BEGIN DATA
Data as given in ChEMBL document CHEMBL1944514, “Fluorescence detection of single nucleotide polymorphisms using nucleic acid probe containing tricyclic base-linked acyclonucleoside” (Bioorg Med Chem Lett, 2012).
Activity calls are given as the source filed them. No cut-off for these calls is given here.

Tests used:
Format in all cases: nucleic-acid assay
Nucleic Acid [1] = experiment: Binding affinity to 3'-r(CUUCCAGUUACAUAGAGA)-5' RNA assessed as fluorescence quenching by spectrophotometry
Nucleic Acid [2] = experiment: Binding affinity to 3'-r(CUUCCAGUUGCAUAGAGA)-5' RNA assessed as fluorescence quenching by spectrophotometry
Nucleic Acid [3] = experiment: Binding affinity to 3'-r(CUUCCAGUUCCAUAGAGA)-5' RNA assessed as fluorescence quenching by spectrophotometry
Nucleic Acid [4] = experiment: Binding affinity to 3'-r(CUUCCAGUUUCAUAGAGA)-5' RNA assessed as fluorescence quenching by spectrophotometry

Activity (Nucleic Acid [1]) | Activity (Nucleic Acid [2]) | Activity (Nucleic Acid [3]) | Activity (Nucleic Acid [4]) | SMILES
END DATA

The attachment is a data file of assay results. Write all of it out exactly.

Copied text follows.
Data as given in ChEMBL document CHEMBL1944514, “Fluorescence detection of single nucleotide polymorphisms using nucleic acid probe containing tricyclic base-linked acyclonucleoside” (Bioorg Med Chem Lett, 2012).
Activity calls are given as the source filed them. No cut-off for these calls is given here.

Tests used:
Format in all cases: nucleic-acid assay
Nucleic Acid [1] = experiment: Binding affinity to 3'-r(CUUCCAGUUACAUAGAGA)-5' RNA assessed as fluorescence quenching by spectrophotometry
Nucleic Acid [2] = experiment: Binding affinity to 3'-r(CUUCCAGUUGCAUAGAGA)-5' RNA assessed as fluorescence quenching by spectrophotometry
Nucleic Acid [3] = experiment: Binding affinity to 3'-r(CUUCCAGUUCCAUAGAGA)-5' RNA assessed as fluorescence quenching by spectrophotometry
Nucleic Acid [4] = experiment: Binding affinity to 3'-r(CUUCCAGUUUCAUAGAGA)-5' RNA assessed as fluorescence quenching by spectrophotometry

Activity (Nucleic Acid [1]) | Activity (Nucleic Acid [2]) | Activity (Nucleic Acid [3]) | Activity (Nucleic Acid [4]) | SMILES